Watch: Royal Collection seeking job cuts as £30m loss predicted
The trust that manages the opening of the Queen’s palaces has said it needs to borrow more money after taking a hit on its finances during the pandemic.
The Royal Collection Trust (RCT) manages royal art and jewels as well as the summer opening of Buckingham Palace and the regular openings of Windsor Castle, and the Palace of Holyroodhouse, with much of its income coming from tourists.
However, the palaces have had to remain mostly closed since March 2020 when the coronavirus pandemic put Britain into lockdown, severely affecting the trust’s income.
The RCT already confirmed it had taken out a £22m loan in the summer, and asked staff to consider voluntary redundancy, but it has proven to not be enough.
A spokesman said: “Owing to the temporary closure of our sites, Royal Collection Trust’s financial position remains very challenging, and further bank borrowing will be necessary, subject to approval by the Trustees.
“Currently there are no plans for further redundancies.”
Prince Charles is chair of the trustees, so he will have to approve the request to borrow more money.
It’s been reported the RCT would look to borrow from Coutts, the Queen’s bankers.
Other trustees include Sir Michael Stevens, keeper of the Privy Purse, who manages the Queen’s finances, and Earl Peel, the Lord Chamberlain, who is head of her staff in Buckingham Palace.
Royal finance expert David McClure told Yahoo UK it was “no wonder” the RCT is having to go “cap in hand” to the banks.
He said: “All of the royal finances are vulnerable to a shock like this COVID crisis, but this is more vulnerable than the Sovereign Grant.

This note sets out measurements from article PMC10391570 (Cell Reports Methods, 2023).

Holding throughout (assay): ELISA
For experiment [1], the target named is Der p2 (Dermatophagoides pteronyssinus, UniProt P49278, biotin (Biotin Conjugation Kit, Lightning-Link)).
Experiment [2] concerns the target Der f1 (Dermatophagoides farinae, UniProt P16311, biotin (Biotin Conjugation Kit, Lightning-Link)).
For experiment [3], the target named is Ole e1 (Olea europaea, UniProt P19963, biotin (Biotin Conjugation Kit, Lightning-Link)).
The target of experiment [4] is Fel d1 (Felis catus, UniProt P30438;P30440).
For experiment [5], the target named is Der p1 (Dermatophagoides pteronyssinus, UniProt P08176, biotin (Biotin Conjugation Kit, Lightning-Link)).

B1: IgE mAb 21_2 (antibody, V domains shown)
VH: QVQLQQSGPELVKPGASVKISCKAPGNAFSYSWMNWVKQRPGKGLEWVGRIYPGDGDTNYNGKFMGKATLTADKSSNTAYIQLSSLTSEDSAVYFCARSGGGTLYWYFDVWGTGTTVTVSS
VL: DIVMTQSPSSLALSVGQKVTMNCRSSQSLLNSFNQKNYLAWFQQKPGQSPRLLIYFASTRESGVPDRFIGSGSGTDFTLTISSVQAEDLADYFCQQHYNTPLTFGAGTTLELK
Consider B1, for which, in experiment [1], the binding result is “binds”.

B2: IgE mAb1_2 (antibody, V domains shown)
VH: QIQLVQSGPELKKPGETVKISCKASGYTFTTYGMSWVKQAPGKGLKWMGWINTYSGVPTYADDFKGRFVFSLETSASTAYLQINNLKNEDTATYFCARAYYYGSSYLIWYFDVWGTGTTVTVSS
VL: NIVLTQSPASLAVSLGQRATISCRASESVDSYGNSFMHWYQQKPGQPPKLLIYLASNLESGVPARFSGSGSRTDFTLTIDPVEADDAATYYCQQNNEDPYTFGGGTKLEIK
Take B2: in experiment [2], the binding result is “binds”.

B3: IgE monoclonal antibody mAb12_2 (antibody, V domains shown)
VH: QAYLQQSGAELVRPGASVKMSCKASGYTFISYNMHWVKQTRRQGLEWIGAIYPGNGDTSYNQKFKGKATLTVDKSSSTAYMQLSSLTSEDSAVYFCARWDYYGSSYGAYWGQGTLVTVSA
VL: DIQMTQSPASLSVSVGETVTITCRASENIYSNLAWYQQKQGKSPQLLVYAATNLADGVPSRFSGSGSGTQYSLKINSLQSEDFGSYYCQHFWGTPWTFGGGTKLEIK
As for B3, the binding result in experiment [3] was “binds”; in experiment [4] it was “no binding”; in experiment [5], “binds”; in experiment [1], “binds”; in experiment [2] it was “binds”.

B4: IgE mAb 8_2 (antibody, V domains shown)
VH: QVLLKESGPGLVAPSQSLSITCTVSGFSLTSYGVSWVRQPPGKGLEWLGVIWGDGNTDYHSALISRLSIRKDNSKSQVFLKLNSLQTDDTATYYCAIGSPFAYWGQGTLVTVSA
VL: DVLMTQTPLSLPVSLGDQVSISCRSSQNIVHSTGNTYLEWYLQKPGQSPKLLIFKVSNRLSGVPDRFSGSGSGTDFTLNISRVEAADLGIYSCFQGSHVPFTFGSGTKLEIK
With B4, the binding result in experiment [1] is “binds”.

“They are so reliant on tourists, and foreign tourists – people forget the majority of people who come to the palaces are coming from America, Japan, China, and with quarantine because of COVID they have not been able to come since Easter.”
He also pointed out there may be some time before a full recovery is made, with it potentially taking several years before travel returns to pre-pandemic levels.
McClure said the RCT also relies on selling items in its shops for a percentage of its income, which is damaged by the lack of tourists.
The RCT was established in 1987 and operates as a “halfway house”, McClure said, with a charitable arm that does not have to pay tax as well as a trading body.
The trust looks after the royal collection on behalf of the Queen and the nation and ensures that as much of it as possible can be seen through gallery openings and events.
It is part of the Royal Household but does not get any public funding. However, there remains some lack of clarity over which parts of the collection are the Queen’s private possessions and what belongs to the crown.
The full value of the collection isn’t known either.
The RCT does have some money in reserve. Its annual report for 2019-20, when the trust was not profoundly impacted by the pandemic, shows a total income of £71.5m and a surplus of £3.5m. Its reserves were £8.4m at the time.
McClure added: “There’s no reason why it had to be set up like a halfway house, it could have been set up like a department of royal trusts, and work in the ministry of arts and the money could have gone to the taxpayer.
“They do have savings but you would think their business model might be in need of recalibrating due to the shock of COVID.”
It’s not yet clear when the palaces could reopen to tourists, but even with British tourists allowed back, there will be some impact from social distancing and the lack of foreign visitors.
The Queen has cancelled her annual summer garden parties for the second year in a row, but as these don’t generate income the decision is linked to the organisation of the events, not any income.
Watch: A look at all the Queen’s homes